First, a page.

GMV Joins Net Zero Space Initiative to Eliminate Space Debris

  • The use of outer space and the more than $1 trillion in benefits estimated for 2030 is threatened by rising orbital pollution
  • There is an urgent need for all stakeholders in the space market to reach a consensus on its safe and sustainable use
  • GMV is a world reference in the study, monitoring and prevention of space debris proliferation, with more than 20 years of experience in this market

MADRID, Spain (GMV PR) — The space environment is becoming increasingly polluted due to the proliferation of objects orbiting in an uncontrolled manner around the earth, particularly in low and geostationary orbits (the most interesting for use and exploitation). Estimates suggest that there are more than one million objects larger than 1 cm capable of causing potential damage of various kinds, and the number is increasing at a dangerous rate. To ensure a sustainable use of space, various key players in the space industry (*), including GMV, have launched the international initiative called Net Zero Space.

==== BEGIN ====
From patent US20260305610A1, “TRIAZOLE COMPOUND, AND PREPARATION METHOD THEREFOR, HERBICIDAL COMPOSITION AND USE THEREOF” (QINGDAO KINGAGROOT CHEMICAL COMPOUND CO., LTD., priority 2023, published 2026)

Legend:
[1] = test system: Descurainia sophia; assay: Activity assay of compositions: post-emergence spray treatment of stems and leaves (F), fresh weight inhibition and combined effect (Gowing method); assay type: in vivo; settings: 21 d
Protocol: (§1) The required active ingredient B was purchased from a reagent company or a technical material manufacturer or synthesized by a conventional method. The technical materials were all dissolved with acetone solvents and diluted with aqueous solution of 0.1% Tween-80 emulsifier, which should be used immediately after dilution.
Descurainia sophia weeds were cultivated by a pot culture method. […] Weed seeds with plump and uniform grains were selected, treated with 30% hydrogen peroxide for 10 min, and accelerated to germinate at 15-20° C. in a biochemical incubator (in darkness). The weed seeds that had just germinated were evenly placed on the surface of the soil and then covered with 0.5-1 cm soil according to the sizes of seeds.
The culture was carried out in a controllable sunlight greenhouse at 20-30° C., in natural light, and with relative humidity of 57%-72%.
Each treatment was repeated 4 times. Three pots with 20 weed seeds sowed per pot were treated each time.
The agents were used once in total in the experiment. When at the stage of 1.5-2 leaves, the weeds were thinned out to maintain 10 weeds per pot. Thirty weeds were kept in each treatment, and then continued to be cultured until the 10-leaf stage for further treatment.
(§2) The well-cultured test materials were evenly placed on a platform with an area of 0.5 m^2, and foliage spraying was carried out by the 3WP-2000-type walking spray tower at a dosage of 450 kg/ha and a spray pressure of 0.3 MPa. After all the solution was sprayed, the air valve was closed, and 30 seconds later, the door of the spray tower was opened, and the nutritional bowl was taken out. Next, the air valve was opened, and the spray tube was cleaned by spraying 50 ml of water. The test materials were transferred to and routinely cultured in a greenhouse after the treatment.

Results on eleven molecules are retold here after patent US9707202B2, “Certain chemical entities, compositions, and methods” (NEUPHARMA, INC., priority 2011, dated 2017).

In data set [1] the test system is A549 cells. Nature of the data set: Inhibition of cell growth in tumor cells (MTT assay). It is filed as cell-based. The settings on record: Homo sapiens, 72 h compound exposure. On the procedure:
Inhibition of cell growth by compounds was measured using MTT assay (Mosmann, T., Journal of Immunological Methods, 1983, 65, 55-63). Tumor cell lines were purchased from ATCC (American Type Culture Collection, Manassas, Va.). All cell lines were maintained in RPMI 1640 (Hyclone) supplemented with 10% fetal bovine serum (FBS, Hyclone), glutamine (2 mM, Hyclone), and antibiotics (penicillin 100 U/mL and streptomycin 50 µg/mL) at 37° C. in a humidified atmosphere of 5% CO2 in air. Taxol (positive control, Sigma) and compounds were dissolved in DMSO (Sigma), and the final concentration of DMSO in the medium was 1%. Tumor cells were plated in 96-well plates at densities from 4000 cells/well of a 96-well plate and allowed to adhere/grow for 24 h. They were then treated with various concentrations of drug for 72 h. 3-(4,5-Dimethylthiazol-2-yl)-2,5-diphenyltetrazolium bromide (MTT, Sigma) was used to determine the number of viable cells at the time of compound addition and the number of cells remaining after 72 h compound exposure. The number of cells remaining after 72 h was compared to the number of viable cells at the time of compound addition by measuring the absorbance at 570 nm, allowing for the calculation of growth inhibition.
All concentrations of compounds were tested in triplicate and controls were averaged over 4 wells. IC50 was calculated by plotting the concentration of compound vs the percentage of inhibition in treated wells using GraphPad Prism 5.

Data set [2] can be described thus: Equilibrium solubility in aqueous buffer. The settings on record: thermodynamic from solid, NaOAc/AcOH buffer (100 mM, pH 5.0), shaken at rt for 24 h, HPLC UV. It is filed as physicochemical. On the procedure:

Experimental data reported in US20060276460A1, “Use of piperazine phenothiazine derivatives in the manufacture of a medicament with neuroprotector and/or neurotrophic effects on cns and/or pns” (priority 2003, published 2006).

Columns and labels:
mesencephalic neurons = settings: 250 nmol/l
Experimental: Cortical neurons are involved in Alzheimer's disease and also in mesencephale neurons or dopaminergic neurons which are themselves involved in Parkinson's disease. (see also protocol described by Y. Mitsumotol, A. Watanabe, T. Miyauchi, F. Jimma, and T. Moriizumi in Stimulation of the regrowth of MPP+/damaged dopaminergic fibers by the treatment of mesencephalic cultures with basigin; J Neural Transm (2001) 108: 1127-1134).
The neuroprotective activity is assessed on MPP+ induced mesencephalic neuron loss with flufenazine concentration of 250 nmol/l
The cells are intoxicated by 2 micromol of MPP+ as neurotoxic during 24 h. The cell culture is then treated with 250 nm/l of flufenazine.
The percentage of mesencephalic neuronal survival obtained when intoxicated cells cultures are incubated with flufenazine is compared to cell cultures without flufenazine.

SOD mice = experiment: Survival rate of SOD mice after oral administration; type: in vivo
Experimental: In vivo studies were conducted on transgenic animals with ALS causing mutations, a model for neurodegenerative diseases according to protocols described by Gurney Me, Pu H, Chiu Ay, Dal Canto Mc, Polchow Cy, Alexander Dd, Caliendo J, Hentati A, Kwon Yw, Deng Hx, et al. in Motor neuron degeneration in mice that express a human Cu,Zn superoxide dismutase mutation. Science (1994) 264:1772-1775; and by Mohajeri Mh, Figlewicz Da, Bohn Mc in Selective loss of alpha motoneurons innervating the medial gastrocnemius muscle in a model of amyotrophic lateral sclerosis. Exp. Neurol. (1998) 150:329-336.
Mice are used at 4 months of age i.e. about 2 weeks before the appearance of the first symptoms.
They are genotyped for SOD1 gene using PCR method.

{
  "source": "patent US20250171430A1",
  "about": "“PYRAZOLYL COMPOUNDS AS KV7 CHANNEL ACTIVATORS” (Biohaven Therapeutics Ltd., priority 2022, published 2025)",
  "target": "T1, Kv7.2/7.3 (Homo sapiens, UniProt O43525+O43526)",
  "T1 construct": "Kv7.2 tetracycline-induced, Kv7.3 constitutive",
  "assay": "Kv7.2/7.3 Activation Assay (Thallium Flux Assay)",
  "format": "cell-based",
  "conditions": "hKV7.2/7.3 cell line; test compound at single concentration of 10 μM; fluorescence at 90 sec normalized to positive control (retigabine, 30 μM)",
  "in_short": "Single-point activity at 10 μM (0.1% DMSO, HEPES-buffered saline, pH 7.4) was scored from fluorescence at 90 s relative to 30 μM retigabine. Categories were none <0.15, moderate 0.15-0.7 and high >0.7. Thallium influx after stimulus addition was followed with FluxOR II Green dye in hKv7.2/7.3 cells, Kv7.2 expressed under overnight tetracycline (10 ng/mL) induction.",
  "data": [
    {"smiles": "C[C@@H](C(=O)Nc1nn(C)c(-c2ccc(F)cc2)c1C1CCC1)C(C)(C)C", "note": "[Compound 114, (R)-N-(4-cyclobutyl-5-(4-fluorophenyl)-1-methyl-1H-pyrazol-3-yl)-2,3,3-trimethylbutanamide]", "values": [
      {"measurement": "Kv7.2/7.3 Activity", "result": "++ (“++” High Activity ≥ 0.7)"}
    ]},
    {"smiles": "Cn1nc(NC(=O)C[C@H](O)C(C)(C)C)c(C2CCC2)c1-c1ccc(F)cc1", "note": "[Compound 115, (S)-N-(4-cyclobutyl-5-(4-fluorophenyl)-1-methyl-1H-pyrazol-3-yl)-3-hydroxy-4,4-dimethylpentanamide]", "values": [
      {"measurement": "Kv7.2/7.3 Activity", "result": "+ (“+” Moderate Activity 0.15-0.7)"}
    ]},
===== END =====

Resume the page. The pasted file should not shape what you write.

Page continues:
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Net Zero Space Declaration Nets 11 Signatories

The scales of the space debris problem (Credit: ESA)

Eleven space stakeholders have pledged themselves to avoiding the future generation of space debris and remediating the junk that is already clogging up Earth orbit by signing the Net Zero Space Declaration last week.

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Like a Tow-hook for Satellites: Astroscale Launches Docking Plate to Capture Defunct Satellites

PARIS (Astroscale PR) — Astroscale Holdings Inc. (“Astroscale”), the market leader in satellite servicing and long-term orbital sustainability across all orbits, today revealed a universal docking device the company hopes will become standard fitment on all future low Earth orbit (LEO) satellites. Following on from the COP26 climate conference, Paris Peace Forum Net Zero Space Declaration, and the G7 statement on space sustainability, Astroscale calls on operators to prepare their spacecraft with a Docking Plate to prepare for future removal and to help safeguard the space environment.

There are an unprecedented number of satellites due to launch over the next decade, the majority into LEO, (250km to 2000km above Earth). The U.S. Federal Communications Commission has approved 16,447 satellites within constellations to date and has applications pending for an additional 64,816 satellites. The potential for high-velocity, high impact collisions is likely to increase unless disposal of satellites becomes part of everyday space operations.

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